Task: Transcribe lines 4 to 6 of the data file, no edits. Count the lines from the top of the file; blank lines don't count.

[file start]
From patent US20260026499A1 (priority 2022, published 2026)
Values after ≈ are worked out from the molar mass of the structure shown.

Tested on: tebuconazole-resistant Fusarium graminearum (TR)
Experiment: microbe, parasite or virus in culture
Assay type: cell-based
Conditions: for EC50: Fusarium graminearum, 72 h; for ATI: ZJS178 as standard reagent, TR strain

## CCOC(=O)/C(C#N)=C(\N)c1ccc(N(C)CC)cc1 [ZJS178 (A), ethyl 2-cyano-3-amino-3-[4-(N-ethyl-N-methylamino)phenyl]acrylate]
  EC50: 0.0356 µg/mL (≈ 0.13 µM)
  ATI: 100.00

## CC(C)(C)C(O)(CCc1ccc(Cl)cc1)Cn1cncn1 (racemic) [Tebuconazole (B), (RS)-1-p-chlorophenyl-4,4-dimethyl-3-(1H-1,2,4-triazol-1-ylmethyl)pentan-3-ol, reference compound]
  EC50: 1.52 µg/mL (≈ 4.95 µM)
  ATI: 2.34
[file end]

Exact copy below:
Experiment: microbe, parasite or virus in culture
Assay type: cell-based
Conditions: for EC50: Fusarium graminearum, 72 h; for ATI: ZJS178 as standard reagent, TR strain